How doctors can use Facebook responsibly

How doctors can use Facebook responsiblyI was quoted recently in the New York Times’ Well blog, in a Danielle Ofri piece on Facebook and doctors.

There’s no question that Facebook has been a minefield of sorts for the medical professions, with infractions ranging from unprofessional conduct by medical students to patient privacy violations by attending physicians.

One solution would be for doctors to simply avoid Facebook altogether for personal use.

In fact, that’s the approach that Dr. Ofri takes:

I’ve decided to limit my online presence to the professional side of my life, keeping personal information off the Web …

… This means letting go of the fun and casual side of social media, but I think that’s simply part of the territory of being a doctor. It’s the same reason I don’t wear flip-flops and shorts to work, much as I’d surely love to. Giving up posting vacation pictures doesn’t seem like a particularly high price.

That seems a bit drastic to me. There’s no reason why doctors can’t participate in the social benefits that Facebook has to offer.

Here’s one solution. I embrace the “dual-citizenship” approach, recently discussed in an Annals of Internal Medicine perspective piece. With Facebook in particular, limit your personal profile to friends and family. These are people who can follow your personal, day-to-day happenings, pictures and video. Patients should not be allowed access to this personal profile.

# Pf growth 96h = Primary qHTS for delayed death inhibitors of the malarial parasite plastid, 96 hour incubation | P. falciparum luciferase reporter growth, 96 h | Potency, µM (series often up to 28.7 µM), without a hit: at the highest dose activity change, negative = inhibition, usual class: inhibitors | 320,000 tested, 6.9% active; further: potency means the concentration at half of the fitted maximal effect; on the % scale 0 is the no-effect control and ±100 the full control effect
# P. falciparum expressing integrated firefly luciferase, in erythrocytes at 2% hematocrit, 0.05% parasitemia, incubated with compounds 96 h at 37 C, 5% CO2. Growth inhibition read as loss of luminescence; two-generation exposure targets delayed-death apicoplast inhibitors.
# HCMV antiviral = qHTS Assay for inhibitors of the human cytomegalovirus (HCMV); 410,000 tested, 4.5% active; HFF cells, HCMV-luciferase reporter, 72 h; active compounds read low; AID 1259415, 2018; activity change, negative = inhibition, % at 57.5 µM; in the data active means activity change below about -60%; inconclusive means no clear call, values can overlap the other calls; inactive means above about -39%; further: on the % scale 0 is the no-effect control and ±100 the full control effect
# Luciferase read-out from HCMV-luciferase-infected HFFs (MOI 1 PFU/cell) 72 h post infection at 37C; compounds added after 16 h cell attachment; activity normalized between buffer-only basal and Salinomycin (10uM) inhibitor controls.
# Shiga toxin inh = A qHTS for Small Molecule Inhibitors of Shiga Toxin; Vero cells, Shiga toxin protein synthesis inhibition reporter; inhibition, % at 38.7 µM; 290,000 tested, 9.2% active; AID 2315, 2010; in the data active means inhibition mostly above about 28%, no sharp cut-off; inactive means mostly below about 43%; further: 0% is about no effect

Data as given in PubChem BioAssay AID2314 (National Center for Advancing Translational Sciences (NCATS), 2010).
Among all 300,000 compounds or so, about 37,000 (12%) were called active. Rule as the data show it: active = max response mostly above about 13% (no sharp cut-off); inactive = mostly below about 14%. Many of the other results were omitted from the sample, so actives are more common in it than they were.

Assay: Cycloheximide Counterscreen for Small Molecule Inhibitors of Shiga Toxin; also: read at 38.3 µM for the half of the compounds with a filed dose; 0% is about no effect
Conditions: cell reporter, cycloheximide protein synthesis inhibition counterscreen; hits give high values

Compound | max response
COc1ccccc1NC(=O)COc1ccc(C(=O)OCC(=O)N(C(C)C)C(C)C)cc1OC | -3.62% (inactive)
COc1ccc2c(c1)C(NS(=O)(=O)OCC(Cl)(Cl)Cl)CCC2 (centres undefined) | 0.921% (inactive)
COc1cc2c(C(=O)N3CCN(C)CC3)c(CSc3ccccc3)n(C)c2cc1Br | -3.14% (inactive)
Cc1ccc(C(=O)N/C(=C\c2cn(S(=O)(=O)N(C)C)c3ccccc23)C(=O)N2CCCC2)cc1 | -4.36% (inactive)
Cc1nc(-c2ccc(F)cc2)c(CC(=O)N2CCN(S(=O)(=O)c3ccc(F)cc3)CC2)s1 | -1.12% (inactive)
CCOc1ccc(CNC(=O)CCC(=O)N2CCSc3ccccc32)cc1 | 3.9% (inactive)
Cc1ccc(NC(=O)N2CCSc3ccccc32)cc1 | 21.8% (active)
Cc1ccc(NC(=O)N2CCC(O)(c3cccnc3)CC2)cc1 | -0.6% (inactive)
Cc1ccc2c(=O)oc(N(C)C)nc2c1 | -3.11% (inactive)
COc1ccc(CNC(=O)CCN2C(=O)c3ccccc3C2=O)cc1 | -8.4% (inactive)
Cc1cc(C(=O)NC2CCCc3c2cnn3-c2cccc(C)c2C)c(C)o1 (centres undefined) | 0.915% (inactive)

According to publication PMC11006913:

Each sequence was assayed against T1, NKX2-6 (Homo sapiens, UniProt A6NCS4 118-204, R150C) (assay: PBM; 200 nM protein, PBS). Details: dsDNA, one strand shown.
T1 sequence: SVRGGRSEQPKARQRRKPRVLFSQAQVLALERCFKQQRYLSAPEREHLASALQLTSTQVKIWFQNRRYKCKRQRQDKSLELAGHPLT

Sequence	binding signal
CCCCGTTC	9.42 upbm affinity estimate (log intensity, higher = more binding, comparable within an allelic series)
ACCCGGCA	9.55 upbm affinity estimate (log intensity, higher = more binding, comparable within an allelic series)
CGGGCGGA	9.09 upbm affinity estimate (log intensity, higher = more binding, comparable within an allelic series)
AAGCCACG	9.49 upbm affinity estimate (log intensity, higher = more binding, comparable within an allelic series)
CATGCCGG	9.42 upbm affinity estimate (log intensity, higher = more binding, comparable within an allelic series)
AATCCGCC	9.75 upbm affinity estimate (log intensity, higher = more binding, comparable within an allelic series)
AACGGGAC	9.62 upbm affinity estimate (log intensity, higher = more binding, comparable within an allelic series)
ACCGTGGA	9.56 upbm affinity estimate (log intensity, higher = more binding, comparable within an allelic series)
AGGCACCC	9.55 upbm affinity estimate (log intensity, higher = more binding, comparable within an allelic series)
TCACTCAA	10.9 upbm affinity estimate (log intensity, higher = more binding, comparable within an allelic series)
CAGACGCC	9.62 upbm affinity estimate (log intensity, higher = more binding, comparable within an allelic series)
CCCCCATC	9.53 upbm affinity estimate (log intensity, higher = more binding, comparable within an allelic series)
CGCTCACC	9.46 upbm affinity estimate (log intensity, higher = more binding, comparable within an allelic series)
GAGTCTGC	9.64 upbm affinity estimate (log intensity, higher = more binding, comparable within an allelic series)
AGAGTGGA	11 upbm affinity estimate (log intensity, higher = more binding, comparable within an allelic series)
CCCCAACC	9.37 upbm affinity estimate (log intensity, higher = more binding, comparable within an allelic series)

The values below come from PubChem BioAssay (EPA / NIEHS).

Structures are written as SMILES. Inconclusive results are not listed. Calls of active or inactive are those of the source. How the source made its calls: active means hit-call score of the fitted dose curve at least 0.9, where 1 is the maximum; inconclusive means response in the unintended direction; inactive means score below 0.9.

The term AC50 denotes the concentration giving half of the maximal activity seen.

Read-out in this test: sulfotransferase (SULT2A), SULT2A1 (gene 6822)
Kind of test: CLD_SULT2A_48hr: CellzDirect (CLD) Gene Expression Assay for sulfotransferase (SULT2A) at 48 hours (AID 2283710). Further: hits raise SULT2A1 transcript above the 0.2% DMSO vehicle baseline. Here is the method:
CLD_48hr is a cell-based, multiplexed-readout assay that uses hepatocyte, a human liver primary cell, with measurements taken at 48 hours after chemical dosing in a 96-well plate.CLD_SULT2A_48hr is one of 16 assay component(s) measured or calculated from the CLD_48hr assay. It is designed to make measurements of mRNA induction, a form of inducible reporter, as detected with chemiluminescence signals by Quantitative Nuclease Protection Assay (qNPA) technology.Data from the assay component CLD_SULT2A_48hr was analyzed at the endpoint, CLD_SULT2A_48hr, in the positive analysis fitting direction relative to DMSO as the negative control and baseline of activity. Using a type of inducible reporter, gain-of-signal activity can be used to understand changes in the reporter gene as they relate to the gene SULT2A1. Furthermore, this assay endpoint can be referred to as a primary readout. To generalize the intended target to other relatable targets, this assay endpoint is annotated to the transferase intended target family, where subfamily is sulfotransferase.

Most importantly, go to your privacy settings and ensure what you share is exposed to your personal circle only.
How doctors can use Facebook responsibly

Then, set up a separate Facebook page that serves as your public persona that patients can view. This page needs to be HIPAA compliant and professionally self-aware.

And finally, I would check your privacy settings once a week.

With these steps in mind, physicians can enjoy the social interaction Facebook has to offer, and stay out of professional danger.

 is an internal medicine physician and on the Board of Contributors at USA Today.  He is founder and editor of, also on FacebookTwitterGoogle+, and LinkedIn.

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  • Dial Doctors

    Although it seems like a hassle I agree that doctors need to take certain precautions on social media. Changing your settings is very simple and I do it all the time even to non-patients. I simply don’t feel inclined to let EVERYONE I have on Facebook to see all my business. I agree a second page would be a very good idea specially if you make it a nonfriend Facebook page(I’m sure it has a real name but this is what I call pages for bands, businesses, ect. You can only like them instead of friending them) Aaron Karo, owner and author of , learned that you will need a second page. He quickly reached the 5,000 friend limit and just chose to do a second page.

  • Dr. N. H. Sarja

    Nice post, actually I’ve already done the same thing few months ago.

    I got add request from different people at facebook whom I don’t know, for them and for the people who want to know my health and few personal updates I started my personal page!

    for Doctors facebook personal page is very important!

  • Matthew Mintz, MD

    Another (though more complicated way) to do this is to create groups for all of your “friends.” In addition to groups like “college friends”, “family” and “colleagues” you can create a “patients” group. This allows you to control who sees your status updates. You also need to limit the information/content that any of your “friends” see. I use the “office approach”, i.e. I don’t post any pictures/information to Facebook that I wouldn’t want a patient to see if they were sitting in my office.

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